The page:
That listening to and directly engaging constituents thing is so old school. Apparently it’s not in the republican political play book.
Yep, we’re pretty certain Claire’s been smiling a lot this week. And maybe taking a happy dance step or two.
A bill, introduced today:
Requires the Missouri State Museum to include a display on the history of abortion
Sponsor: Moon, Mike (157)
Proposed Effective Date: 8/28/2017
LR Number: 1932H.01I
Last Action: 02/22/2017 – Introduced and Read First Time (H)
Bill String: HB 1014
Next Hearing: Hearing not scheduled
Calendar: HOUSE BILLS FOR SECOND READING
Ladies and gentlemen, the priorities of your right wingnut controlled Missouri General Assembly.
Eric “The Kid” Greitens may be gunning for MU. A couple of weeks ago Missouri’s new, young Governor took out his budget spleen on Missouri’s higher education system, hitting already lean institutions with the loss of a considerable amount of state support – while planning even more of the corporate and higher bracket income cuts responsible for the budget shortfall that prompted the cuts in the first place. Recently he announced the appointment of three new members to the University of Missouri Board of Curators, two of whom come from the business community. In his comments he remarked that higher education needed to be “improved,” specifically by encouraging “more intellectual diversity,” and bringing “real world experience to the table.”
These three facts, budget cuts, loading the university governing structure with business people, and pointedly stressing “intellectual diversity” – shorthand in rightwing circles for inculcating conservative viewpoints in higher education – reflect the influence of both the shadowy and the more overt conservative supporters of Kid Greitens, the folks he needs to please if he expects them to fund his future presidential aspirations.
Intellectual Diversity: While intellectual diversity in academia is an admirable value, the phrase itself has taken on a life of its own in conservative circles. Most notably, it has been popularized in rightwing circles by the reprehensible bigot and conservative provocateur, David Horowitz – who is funded by the Scaife family foundations, the Koch brothers’ DonorsTrust, and the Bradley Foundation, all of which, according to Jane Meyer in her book, Dark Money, have attempted to establish conservative beachheads in American universities. Horowitz has used the term to justify witch-hunts to eliminate what he deems undue leftist influence on campus as well as his demands for what amounts to affirmative action for conservative academics in humanities and social sciences faculties.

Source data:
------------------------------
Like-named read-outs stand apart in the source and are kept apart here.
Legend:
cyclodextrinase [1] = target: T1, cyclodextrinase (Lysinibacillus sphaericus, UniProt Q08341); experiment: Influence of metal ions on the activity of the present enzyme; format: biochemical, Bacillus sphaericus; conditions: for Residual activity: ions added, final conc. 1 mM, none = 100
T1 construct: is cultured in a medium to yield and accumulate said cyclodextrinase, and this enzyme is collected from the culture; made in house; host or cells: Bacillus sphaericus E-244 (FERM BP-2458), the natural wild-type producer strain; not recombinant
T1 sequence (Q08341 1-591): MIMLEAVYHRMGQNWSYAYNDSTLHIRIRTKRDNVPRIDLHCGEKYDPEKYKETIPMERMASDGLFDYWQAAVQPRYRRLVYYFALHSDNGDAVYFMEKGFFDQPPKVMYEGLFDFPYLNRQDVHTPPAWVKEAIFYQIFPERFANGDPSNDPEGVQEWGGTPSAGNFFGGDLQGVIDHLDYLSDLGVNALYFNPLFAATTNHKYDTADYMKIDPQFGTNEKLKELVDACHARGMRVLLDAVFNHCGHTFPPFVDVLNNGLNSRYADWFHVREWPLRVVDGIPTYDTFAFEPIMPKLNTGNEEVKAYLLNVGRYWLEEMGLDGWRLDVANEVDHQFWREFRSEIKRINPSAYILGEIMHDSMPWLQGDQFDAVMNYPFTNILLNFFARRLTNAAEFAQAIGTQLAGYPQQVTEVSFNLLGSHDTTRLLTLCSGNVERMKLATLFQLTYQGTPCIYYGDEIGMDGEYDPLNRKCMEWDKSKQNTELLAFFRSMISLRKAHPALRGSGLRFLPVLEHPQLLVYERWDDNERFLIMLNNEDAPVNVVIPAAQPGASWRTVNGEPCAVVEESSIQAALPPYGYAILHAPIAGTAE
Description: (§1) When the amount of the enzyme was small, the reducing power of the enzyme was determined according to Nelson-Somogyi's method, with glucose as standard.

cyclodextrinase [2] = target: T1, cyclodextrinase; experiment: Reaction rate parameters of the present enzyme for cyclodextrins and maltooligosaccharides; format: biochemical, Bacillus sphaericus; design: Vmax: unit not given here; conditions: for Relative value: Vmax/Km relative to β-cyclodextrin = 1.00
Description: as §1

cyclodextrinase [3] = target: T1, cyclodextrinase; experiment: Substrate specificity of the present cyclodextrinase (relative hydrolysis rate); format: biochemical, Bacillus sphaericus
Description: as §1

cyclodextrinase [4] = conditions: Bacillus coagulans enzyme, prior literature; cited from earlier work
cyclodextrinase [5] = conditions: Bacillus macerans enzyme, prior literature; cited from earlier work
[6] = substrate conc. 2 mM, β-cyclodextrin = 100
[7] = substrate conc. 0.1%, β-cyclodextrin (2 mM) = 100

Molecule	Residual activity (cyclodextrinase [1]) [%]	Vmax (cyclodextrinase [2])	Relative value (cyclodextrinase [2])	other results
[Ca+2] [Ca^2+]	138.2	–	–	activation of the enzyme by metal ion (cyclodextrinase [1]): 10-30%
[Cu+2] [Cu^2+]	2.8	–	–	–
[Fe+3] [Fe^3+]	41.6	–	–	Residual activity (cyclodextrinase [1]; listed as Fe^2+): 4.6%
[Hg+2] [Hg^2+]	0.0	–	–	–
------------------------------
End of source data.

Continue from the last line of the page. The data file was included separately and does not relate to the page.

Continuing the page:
In the mouth of Kid Greitens, recipient of over two million dollars of that same “dark money,” likely from one or the other of the same spigots that fund folks like Horowitz, the phrase should raise the hackles of all fair-minded advocates for higher education. Responsible apologists for conservative thought such as Mark Lilla have noted that the “hysteria” whipped up by the intellectual McCarthyism of those like Horowitz who agitate for one-sided “intellectual diversity” contributes “to the dumbing down” of higher education.
Market-based educational priorities: At least two of the appointees to the Board of Curators are drawn from the business world. Jeff Layman, who was also the finance chair for the Greitens campaign, is a senior vice-president at Morgan Stanley. Jamie Farmer runs a company that supplies materials for fracking operations. Both supported Eric Greitens’ campaign financially, and it’s safe to assume that they’re hunky-dory with his intimation that he wants to introduce “intellectual diversity” to the University, very likely to the detriment of the more traditional understanding of diversity, intellectual or otherwise.
It is also likely that, as at other institutions with governing boards that are top heavy with business types, they will try to move the University into more of a supporting role for business and corporate interests, giving priority to the training of engineers, accountants and other cogs of industry – and, incidentally, to disciplines where the dreaded “liberal bias” is less pronounced.